Ten fun facts about Rosalind Franklin

Ten fun facts about Rosalind Franklin

1. Jewish Family Helps Refugees during WWII

Rosalind Franklin was born into a British-Jewish family in 1920. Her family was deeply committed to helping those in need, and during World War II, they opened their home to Jewish refugees fleeing Nazi persecution. Rosalind's parents, Ellis and Muriel, provided a safe haven for those seeking refuge, and their selfless acts of kindness were a testament to their strong moral character. Rosalind was inspired by her parents' courage and compassion, and she went on to become a pioneering scientist and an important figure in the discovery of the structure of DNA.

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2. Brilliance in the Face of Struggle

Rosalind Franklin achieved a remarkable academic success when she graduated from King's College with Second Class Honors, which was the equivalent of a bachelor's degree in the eyes of employers. Her hard work and dedication to her studies paid off, and she was able to secure a job in the field of her choice. This accomplishment was a testament to her intelligence and determination, and it set the stage for her future successes.

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3. The Tragic Death of a Pioneering Scientist

The tragic death of Rosalind Franklin was caused by a combination of ovarian cancer, bronchopneumonia and carcinomatosis. It is believed that her illness was a result of overexposure to radiation, however, the exact cause of her death remains unknown. Franklin was a pioneering scientist who made significant contributions to the field of genetics, and her untimely death was a great loss to the scientific community.

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4. Forgotten Pioneer of DNA

Rosalind Franklin was a pioneering scientist whose experimental data with DNA was instrumental in helping Francis Crick and James Watson build the iconic double helix model of DNA. Despite her invaluable contribution, she was not given the recognition she deserved and was largely overlooked in the scientific community. Her work was essential in the discovery of the structure of DNA, yet she was not even mentioned in the Nobel Prize awarded to Crick and Watson.

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5. In honor of Rosalind Franklin, an asteroid is named after her

In 1997, the International Astronomical Union honored Rosalind Franklin by naming an asteroid after her - 9241 Rosfranklin. This asteroid is located in the asteroid belt between Mars and Jupiter, and is approximately 5.5 kilometers in diameter. Rosalind Franklin was a pioneering scientist who made significant contributions to the understanding of DNA structure and function. Her work was instrumental in the discovery of the double helix structure of DNA, and her legacy continues to inspire generations of scientists.

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6. Rosalind Franklin's Legacy Continues to Inspire Women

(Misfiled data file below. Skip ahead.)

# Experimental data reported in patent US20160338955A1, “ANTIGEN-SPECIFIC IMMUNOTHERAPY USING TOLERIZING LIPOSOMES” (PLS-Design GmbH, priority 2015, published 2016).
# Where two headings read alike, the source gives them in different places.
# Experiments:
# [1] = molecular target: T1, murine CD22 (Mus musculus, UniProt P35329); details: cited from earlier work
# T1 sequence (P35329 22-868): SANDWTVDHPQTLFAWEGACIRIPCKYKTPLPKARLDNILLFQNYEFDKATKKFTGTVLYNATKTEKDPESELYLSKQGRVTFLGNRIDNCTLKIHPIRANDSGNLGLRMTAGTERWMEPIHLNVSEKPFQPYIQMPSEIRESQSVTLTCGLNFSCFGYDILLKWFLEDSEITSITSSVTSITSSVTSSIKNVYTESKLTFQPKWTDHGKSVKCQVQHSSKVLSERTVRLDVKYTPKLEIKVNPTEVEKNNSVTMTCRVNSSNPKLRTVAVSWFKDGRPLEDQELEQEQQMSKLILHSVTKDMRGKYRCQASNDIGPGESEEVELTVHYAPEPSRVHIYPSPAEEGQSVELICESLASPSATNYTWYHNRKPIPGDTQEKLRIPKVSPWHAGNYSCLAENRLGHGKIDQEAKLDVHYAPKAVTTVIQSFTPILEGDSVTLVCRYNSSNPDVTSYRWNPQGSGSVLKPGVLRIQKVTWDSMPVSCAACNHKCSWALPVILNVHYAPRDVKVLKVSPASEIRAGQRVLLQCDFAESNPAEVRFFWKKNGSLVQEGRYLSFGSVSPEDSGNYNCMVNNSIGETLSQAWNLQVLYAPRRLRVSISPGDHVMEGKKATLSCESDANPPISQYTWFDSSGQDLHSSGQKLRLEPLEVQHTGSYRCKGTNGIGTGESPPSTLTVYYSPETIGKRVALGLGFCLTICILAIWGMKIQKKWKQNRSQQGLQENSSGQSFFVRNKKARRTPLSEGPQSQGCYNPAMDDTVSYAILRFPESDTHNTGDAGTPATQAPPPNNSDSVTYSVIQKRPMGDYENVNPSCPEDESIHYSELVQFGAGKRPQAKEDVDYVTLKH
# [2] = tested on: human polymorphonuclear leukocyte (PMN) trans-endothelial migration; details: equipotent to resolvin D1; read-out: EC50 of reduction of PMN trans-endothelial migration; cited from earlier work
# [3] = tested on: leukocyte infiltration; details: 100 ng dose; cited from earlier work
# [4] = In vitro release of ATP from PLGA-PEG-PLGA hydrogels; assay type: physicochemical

The late Rosalind Franklin has been widely recognized for her contributions to science, even after her death. In her honor, the Rosalind Franklin Laboratory was established, as well as the Rosalind E. Franklin Award for Women in Science, which is awarded annually to recognize the achievements of female scientists. Her legacy continues to inspire and encourage women to pursue careers in science.

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7. A Passionate Advocate for Workers' Rights

Rosalind Franklin was a passionate advocate for workers' rights, and was an active member of both the trade union and the London County Council. She was a tireless campaigner for better working conditions and wages, and was a key figure in the fight for equal pay for women. Her work with the trade union and the London County Council helped to improve the lives of countless workers, and her legacy continues to inspire those who strive for social justice today.

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8. Fighting for Women's Rights Despite Family Disgrace

Rosalind Franklin was a passionate advocate for the women's suffrage movement, but her uncle's actions caused her family great embarrassment. He had attacked Winston Churchill with a whip, a shocking and unexpected act that was widely reported in the media. Despite this, Rosalind continued to fight for the rights of women, and her legacy lives on today.

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9. Polio Virus Breakthrough

Despite undergoing surgery to remove two tumors, Rosalind Franklin was determined to continue her work with her research group on the polio virus. She worked tirelessly, often putting in long hours in the lab, and her dedication paid off when her team made a breakthrough in understanding the virus's structure. Her contribution to the field of virology was invaluable, and her work continues to be celebrated today.

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10. Jewish girl becomes an agnostic

Growing up in a Jewish family, Rosalind Franklin was raised to practice Judaism. However, as she grew older, her beliefs evolved and she eventually became an agnostic, no longer subscribing to any particular religious faith. Despite this shift in her beliefs, she still held a deep respect for her Jewish heritage and the values she was raised with.

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Short about Rosalind Franklin
A British biophysicist.